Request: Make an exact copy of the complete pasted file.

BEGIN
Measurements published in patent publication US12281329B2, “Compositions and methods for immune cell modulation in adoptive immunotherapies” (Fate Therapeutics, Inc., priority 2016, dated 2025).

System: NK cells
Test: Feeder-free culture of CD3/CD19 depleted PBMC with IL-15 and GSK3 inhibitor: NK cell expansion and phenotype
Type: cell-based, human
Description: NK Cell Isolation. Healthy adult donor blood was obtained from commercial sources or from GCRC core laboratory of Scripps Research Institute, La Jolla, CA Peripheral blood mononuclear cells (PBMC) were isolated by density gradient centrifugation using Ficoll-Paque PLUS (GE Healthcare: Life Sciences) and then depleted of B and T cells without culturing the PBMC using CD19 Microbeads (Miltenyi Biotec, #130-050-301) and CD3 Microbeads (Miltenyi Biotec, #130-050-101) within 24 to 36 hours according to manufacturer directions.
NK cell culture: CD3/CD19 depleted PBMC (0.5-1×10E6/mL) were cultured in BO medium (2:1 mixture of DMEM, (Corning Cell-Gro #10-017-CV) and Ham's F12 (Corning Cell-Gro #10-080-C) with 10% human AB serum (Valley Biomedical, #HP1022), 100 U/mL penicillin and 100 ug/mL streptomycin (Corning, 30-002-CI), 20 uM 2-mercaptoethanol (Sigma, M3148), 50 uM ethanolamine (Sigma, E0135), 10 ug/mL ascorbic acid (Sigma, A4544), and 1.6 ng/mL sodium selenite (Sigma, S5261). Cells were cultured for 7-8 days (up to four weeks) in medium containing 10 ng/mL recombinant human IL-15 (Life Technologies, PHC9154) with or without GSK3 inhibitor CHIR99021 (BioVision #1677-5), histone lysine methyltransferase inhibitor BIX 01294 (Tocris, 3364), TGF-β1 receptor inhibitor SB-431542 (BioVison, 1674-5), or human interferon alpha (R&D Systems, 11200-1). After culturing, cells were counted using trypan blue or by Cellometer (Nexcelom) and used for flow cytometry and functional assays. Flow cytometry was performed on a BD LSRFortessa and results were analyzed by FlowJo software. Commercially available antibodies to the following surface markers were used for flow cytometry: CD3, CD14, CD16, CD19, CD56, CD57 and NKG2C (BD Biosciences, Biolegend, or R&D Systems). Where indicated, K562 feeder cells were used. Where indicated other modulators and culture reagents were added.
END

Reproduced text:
Measurements published in patent publication US12281329B2, “Compositions and methods for immune cell modulation in adoptive immunotherapies” (Fate Therapeutics, Inc., priority 2016, dated 2025).

System: NK cells
Test: Feeder-free culture of CD3/CD19 depleted PBMC with IL-15 and GSK3 inhibitor: NK cell expansion and phenotype
Type: cell-based, human
Description: NK Cell Isolation. Healthy adult donor blood was obtained from commercial sources or from GCRC core laboratory of Scripps Research Institute, La Jolla, CA Peripheral blood mononuclear cells (PBMC) were isolated by density gradient centrifugation using Ficoll-Paque PLUS (GE Healthcare: Life Sciences) and then depleted of B and T cells without culturing the PBMC using CD19 Microbeads (Miltenyi Biotec, #130-050-301) and CD3 Microbeads (Miltenyi Biotec, #130-050-101) within 24 to 36 hours according to manufacturer directions.
NK cell culture: CD3/CD19 depleted PBMC (0.5-1×10E6/mL) were cultured in BO medium (2:1 mixture of DMEM, (Corning Cell-Gro #10-017-CV) and Ham's F12 (Corning Cell-Gro #10-080-C) with 10% human AB serum (Valley Biomedical, #HP1022), 100 U/mL penicillin and 100 ug/mL streptomycin (Corning, 30-002-CI), 20 uM 2-mercaptoethanol (Sigma, M3148), 50 uM ethanolamine (Sigma, E0135), 10 ug/mL ascorbic acid (Sigma, A4544), and 1.6 ng/mL sodium selenite (Sigma, S5261). Cells were cultured for 7-8 days (up to four weeks) in medium containing 10 ng/mL recombinant human IL-15 (Life Technologies, PHC9154) with or without GSK3 inhibitor CHIR99021 (BioVision #1677-5), histone lysine methyltransferase inhibitor BIX 01294 (Tocris, 3364), TGF-β1 receptor inhibitor SB-431542 (BioVison, 1674-5), or human interferon alpha (R&D Systems, 11200-1). After culturing, cells were counted using trypan blue or by Cellometer (Nexcelom) and used for flow cytometry and functional assays. Flow cytometry was performed on a BD LSRFortessa and results were analyzed by FlowJo software. Commercially available antibodies to the following surface markers were used for flow cytometry: CD3, CD14, CD16, CD19, CD56, CD57 and NKG2C (BD Biosciences, Biolegend, or R&D Systems). Where indicated, K562 feeder cells were used. Where indicated other modulators and culture reagents were added.